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23 March 2007

Mayer, Brown, Rowe & Maw Attorneys Help Secure Victory for Morgan, Stanley
Mayer, Brown, Rowe & Maw LLP

23 March 2007 - A group of Mayer, Brown, Rowe & Maw LLP lawyers played a significant role in Wednesday's Florida District Court of Appeal ruling, reversing a previous jury award of $1.58 billion, including $850 million in punitive damages, to billionaire Ronald Perelman's company, Coleman (Parent) Holdings ("CPH"). CPH had sued Morgan Stanley over the 1998 sale of Coleman Co., in which it was the majority shareholder, to Sunbeam Corp. Mayer, Brown, Rowe & Maw was one of the lead firms helping to set the appellate strategy and draft the appellate briefs on behalf of Morgan Stanley. Mayer, Brown, Rowe & Maw took the lead on punitive damages issues.

A jury had ruled in CPH's favor in May 2005, after having been told, as a sanction for alleged discovery misconduct by Morgan Stanley, to assume that the investment bank had conspired with Sunbeam to defraud Perelman by paying for the merger in part with substantially overvalued Sunbeam stock. In a 2-1 decision, Florida's Fourth District Court of Appeal in West Palm Beach said CPH failed to prove that it was damaged. CPH sought benefit-of-the-bargain damages but presented no evidence of the stock's value absent the fraud-an essential component of benefit-of-the bargain damages. The court thereupon ordered judgment to be entered in Morgan Stanley's favor.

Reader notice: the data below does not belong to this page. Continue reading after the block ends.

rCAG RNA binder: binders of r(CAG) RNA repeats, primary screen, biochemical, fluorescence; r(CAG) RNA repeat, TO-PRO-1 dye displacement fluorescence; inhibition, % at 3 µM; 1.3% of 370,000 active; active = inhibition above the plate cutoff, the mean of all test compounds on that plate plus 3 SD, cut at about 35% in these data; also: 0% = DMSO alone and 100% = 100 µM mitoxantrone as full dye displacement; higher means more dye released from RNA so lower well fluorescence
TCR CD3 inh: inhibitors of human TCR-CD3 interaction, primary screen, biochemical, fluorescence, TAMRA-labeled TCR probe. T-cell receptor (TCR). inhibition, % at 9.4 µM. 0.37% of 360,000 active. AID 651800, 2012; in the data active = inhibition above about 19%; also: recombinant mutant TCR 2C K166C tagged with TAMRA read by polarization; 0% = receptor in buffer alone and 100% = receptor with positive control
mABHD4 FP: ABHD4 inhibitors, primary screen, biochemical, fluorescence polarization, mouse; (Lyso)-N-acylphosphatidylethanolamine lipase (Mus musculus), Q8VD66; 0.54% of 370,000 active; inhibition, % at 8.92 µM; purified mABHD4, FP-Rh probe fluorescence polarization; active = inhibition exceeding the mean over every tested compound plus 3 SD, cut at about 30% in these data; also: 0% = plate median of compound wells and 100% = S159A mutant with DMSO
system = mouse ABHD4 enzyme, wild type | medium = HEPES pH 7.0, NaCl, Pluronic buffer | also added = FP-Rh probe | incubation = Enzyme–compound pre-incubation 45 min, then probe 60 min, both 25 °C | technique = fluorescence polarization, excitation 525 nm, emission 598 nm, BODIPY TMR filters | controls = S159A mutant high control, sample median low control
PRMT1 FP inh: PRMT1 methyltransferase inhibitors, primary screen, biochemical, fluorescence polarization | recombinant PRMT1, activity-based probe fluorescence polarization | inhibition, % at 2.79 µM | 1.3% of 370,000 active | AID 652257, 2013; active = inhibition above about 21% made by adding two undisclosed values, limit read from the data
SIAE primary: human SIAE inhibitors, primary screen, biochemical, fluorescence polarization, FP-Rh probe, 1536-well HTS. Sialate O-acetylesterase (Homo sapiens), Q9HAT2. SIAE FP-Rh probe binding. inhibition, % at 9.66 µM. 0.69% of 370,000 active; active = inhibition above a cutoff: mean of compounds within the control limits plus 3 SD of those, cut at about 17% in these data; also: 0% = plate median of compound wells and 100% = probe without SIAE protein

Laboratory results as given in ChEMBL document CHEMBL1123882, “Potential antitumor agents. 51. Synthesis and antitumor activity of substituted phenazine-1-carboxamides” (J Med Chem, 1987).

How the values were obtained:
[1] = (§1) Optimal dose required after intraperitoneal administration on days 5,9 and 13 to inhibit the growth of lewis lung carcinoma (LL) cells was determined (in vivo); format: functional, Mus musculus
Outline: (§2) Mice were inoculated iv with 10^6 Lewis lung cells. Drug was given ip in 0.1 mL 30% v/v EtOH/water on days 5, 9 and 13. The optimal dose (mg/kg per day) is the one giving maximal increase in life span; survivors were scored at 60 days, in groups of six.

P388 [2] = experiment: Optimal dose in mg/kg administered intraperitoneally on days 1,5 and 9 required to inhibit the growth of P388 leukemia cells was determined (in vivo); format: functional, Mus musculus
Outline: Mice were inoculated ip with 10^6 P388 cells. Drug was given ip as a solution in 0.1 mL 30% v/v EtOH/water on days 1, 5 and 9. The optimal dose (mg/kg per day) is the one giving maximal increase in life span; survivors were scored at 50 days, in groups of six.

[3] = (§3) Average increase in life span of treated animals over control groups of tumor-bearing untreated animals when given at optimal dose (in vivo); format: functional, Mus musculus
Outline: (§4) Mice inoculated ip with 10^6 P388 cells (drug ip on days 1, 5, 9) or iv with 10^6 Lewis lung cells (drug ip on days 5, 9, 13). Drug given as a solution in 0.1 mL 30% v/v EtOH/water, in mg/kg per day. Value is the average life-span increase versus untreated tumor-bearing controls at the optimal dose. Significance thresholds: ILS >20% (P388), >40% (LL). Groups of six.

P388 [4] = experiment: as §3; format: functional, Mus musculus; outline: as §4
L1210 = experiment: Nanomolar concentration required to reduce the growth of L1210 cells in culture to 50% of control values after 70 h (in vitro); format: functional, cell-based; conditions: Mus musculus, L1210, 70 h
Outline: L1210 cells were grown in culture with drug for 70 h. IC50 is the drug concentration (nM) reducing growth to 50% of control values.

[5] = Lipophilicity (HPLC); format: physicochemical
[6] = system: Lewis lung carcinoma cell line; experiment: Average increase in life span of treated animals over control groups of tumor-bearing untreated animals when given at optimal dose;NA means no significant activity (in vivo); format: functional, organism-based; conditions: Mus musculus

The Mayer, Brown, Rowe & Maw team was comprised of New York partner Andy Frey, New York associate Scott Chesin, and Washington, D.C. associate Nick Levin.

This victory comes in the wake two successful arguments to the U.S. Supreme Court by Mayer, Brown, Rowe & Maw attorneys. Decisions favorable to Mayer, Brown, Rowe & Maw clients both were announced last February 20. In one case, the Court ruled 5-4 on behalf of Philip Morris USA in Philip Morris USA v. Williams, a ruling expected to impose new curbs on the use of punitive damages across the country. The second case, Weyerhaeuser Co. v. Ross-Simmons Hardwood Lumber Co., held that the same standard that the Court articulated for predatory-pricing cases applies in cases alleging predatory buying, vastly limiting the availability of predatory-buying claims. The Court ruled unanimously in favor of Weyerhaeuser.

For more information on these cases and Mayer Brown's Appellate Practice Group, please visit

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